Monday, April 16, 2012

Perec and the Excerpt of "Species of Spaces"

Georges Perec is a unique, joyful, bewildering, eccentric man. I've written on Perec in the past, specifically his novel La vie mode d'emploi or Life: A User's Manual in discussing his Oulipian approach to writing (namely his application of very specific constraints to his writing as a way of motivating himself), but I appreciate him even more after having read the excerpt from Species of Spaces.

The formatting of the novel is one of a slowly expanding frame of reference, going from the single page to the bed to the bedroom and so on all the way to the very outer reaches of the Universe, identifying the purpose of each space as he goes on. It's not a particularly restrictive form of writing (unlike the Herculean constraints of La vie mode d'emploi) but still has a specific pattern it must follow and narrative that develops as a result.

In spite of being vaguely formulaic, Perec has managed to make his piece--full of lists and schedules and various other non-literary texts--whimsical and a lot of fun to read. Letters and phrases bounce around the page in Chapter 1 in a way that predates Mark Danielewski by decades and reflects the works of Mallarme and others. It is entirely literal, but not in a way that feels dry or stale; rather, the self-conscious act of writing is for Perec a celebration (Perec calls writing "one of my principal activities" (12)) and his devious footnotes, such as the one where he reveals he actually just enjoys writing footnotes, regardless of whether they contribute to the argument at hand (11).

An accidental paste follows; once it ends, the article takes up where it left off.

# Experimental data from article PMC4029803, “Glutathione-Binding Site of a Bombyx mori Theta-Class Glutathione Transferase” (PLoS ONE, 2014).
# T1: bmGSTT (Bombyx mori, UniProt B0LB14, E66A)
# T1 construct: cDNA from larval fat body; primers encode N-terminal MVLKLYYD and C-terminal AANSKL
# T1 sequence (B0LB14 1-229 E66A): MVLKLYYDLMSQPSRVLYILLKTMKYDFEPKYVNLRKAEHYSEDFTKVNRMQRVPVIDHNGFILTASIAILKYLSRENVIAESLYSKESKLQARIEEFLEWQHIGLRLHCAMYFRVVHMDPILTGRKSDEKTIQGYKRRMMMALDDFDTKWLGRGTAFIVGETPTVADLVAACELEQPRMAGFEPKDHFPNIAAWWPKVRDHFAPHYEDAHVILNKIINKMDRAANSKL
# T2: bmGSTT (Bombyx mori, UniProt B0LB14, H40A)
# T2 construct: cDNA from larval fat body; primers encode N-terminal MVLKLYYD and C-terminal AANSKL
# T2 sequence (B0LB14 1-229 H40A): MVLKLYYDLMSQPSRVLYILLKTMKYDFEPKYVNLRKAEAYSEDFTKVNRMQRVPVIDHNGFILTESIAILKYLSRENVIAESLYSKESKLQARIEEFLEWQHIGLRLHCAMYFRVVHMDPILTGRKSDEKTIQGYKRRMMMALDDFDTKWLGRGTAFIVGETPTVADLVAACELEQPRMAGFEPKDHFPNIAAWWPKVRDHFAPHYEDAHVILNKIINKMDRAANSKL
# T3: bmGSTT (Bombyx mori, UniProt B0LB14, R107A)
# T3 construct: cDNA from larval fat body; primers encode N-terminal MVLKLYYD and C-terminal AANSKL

Could this narrative (a dream-like, nostalgic piece with a narrator that acts simultaneously as an impartial observer and a completely invested individual) have had the same effect if Perec had started at the furthest end of the macroscopic scale and worked his way down to the page? There is temptation to consider what this would mean in terms of tension, story arcs, etc. but ultimately I believe Perec's choice to go from small to large works very well; he creates an ever-larger setting from which to pull characters or memories that may inspire him to write. The memories, as they occur to him, are largely stream-of-consciousness and interrupt his personal monologue, but they don't feel intrusive; instead, they add a level of history to the rather two-dimensional map (I feel like I should say "no pun intended" but am fairly unsure why). I am exploring something similar in my zine project, though I am wary about the results.

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